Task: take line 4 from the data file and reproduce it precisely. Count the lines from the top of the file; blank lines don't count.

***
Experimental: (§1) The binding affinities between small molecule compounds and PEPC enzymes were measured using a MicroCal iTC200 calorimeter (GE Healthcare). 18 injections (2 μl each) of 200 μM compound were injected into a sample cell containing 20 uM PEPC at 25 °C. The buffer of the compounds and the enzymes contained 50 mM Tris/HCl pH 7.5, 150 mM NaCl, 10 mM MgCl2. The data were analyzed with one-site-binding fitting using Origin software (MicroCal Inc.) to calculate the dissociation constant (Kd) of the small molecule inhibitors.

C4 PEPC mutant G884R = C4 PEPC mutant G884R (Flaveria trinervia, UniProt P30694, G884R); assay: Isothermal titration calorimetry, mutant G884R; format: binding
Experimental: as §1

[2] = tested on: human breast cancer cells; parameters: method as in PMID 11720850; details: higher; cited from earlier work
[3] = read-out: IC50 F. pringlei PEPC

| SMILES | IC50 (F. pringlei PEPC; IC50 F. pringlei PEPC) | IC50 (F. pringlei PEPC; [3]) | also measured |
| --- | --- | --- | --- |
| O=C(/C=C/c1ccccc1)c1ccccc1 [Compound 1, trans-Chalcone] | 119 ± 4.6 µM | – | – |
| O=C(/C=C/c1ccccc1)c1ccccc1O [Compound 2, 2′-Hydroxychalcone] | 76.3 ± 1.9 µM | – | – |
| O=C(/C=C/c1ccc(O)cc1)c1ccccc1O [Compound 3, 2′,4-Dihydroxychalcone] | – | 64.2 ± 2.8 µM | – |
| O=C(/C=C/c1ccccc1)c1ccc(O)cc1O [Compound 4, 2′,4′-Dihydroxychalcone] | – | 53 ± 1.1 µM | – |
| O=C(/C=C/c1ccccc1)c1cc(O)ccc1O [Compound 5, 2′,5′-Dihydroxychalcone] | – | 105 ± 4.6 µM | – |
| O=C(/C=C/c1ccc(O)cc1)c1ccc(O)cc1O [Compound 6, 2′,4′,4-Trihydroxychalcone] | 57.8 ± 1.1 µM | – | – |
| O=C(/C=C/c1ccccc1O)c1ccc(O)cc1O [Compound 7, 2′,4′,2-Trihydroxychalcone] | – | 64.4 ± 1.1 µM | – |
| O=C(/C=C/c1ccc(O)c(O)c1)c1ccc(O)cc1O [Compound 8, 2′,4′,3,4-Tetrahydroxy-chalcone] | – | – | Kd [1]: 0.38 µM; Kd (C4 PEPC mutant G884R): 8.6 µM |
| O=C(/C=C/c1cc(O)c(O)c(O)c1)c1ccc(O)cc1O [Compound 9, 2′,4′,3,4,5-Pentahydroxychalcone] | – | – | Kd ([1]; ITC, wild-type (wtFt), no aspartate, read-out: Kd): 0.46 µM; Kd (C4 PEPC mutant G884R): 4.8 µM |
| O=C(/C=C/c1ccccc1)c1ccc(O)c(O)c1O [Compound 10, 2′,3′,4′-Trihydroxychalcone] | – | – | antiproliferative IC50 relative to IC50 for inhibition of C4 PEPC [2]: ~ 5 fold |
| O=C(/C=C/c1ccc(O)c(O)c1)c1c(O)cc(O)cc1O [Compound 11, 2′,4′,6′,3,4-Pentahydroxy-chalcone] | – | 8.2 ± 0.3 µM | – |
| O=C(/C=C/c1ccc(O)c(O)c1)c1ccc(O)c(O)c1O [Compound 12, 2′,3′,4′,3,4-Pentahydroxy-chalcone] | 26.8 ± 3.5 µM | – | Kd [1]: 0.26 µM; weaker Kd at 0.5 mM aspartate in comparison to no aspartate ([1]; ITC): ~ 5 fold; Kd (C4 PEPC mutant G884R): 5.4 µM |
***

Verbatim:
[2] = tested on: human breast cancer cells; parameters: method as in PMID 11720850; details: higher; cited from earlier work